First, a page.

The Early Years coordinator at Dallington School in Islington on the importance of encouraging young artists
The children I have taught over the years arrive having already had a range of different experiences when it comes to art. Some children immediately experiment and explore and think creatively when they are making or drawing, others do not want to get paint on their fingers, or say, “I can’t do it!”
As my teaching career continues, I have come to question how we as adults influence children’s attitudes to art. Often talking to parents and practitioners gives an insight into how their own experiences at school, or their outlook on art, has an impact on how they approach the subject with their children. I have heard people say: “It doesn’t look like anything, it’s a scribble.” I then spend time explaining that the “scribble” is where the child is at developmentally, and that the child has just told a whole story while making those marks. I also hear parents describe how they felt they were not very good at art at school and, therefore, they don’t know how to go about teaching their own children. So, I ask, did someone along the way dismiss attempts they had made as a child, squashing confidence?
There is great value in allowing children to express themselves, to make choices about the media they wish to use, to learn through the process of creating and to make discoveries along the way and to praise each child’s artwork. Those early “scribbles” and the freedom to make them, and for them to be valued, cannot be emphasised enough.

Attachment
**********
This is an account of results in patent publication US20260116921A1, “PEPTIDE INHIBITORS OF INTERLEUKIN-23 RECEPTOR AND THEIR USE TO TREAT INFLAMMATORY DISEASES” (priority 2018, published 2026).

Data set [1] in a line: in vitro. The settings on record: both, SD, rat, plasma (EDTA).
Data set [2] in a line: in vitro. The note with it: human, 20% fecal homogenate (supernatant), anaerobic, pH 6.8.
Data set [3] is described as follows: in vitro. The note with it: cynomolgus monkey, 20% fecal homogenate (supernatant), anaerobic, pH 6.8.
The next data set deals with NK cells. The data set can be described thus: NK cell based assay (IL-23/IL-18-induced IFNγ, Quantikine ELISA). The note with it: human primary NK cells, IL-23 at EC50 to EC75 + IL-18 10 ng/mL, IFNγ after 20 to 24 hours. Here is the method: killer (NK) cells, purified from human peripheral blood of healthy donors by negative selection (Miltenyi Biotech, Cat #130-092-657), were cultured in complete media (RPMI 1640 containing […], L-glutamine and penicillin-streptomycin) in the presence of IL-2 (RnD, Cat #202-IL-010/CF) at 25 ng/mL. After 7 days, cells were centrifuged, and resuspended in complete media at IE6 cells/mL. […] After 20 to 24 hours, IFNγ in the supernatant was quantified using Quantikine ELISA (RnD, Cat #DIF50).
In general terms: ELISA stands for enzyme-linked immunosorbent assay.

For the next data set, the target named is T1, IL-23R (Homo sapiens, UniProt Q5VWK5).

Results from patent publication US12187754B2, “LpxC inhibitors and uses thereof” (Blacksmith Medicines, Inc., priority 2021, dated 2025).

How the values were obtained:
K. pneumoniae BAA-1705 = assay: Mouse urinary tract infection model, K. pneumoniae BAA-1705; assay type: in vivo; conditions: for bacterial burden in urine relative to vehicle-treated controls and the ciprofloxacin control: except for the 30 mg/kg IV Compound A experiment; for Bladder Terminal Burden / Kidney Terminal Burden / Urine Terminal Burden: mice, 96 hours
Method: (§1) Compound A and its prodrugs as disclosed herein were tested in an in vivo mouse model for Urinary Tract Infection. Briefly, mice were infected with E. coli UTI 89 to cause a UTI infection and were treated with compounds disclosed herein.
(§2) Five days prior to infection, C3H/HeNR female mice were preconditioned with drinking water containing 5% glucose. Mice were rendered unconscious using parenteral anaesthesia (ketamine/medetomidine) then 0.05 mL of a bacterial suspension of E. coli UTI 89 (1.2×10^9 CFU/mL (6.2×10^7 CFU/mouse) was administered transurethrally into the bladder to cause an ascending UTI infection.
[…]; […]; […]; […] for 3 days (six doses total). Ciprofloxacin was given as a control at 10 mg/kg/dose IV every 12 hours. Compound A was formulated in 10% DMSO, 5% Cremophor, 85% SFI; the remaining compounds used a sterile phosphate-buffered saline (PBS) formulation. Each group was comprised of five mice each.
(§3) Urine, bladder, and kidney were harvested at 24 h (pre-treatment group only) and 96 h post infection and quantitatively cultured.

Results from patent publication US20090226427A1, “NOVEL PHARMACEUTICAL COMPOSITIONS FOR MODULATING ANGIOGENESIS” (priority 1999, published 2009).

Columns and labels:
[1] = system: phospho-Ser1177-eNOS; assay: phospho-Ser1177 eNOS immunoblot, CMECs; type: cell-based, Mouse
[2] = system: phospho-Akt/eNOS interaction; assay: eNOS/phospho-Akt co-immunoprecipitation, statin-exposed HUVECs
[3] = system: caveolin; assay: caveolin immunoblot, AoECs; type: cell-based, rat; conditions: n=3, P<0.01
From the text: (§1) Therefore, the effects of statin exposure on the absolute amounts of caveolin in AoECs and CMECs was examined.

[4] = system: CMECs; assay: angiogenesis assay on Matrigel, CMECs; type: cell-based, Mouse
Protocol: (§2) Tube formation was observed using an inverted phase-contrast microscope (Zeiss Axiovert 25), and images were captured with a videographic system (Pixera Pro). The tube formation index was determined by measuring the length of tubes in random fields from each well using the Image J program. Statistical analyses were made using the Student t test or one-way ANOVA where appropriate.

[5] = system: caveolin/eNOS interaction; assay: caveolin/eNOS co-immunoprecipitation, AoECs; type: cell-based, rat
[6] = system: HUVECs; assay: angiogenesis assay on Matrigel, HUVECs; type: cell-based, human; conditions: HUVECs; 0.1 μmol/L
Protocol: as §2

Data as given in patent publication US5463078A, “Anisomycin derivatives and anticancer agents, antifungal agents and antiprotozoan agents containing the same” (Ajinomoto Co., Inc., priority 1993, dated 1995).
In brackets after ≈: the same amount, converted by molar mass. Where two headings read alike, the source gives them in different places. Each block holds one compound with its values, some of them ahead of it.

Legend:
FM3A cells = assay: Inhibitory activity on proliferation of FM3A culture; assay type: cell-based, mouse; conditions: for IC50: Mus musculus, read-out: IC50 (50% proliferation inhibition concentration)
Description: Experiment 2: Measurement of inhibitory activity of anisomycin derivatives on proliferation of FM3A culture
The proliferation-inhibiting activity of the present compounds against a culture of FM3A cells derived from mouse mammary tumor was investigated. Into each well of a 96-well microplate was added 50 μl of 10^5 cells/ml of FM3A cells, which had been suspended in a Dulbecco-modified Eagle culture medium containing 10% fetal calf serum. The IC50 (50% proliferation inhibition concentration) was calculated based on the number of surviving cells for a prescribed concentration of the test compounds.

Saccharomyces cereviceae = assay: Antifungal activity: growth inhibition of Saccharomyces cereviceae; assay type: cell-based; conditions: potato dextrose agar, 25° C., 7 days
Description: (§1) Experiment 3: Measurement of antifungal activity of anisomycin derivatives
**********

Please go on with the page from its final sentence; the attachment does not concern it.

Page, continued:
If opportunities do not arise, does the child miss a stage of building up a repertoire of marks? Can this gap then be filled at a later date? As early years educators we can do that to a degree, and provide opportunities, but children also need those opportunities at home, too. People have asked me whether the reason a child does not draw or take part in art activities is because they are not interested. I then question why they might not be interested at the age of three! Do they find it difficult or has an adult influenced their desire or opportunity to participate in art-based activities?
When a child shows an adult a drawing, we need to think about our responses. Instead of “What is it?” – which, for a child who knows exactly what they have just drawn, is a little deflating – ask: “Can you tell me about it?” This leads to a far more in-depth discussion. You may be surprised to find those several lines across a page are a ladder going up to a fairy castle or those circles that go round and round are the movement of a car.
Let children create and make a mess – it can be cleaned up, but a child’s confidence takes a lot longer to rebuild.
I am fascinated by the early marks that children make and the insight they give into different areas of development. Their language skills can be heard through their descriptions while drawing. Their physical development can be observed by looking at their self awareness depicted in their figurative pictures or how they hold a brush. Drawings can also depict how a child is feeling. As long as I continue to teach, I hope I will be able to place an importance on art in the early years and recognise all that it can lead to.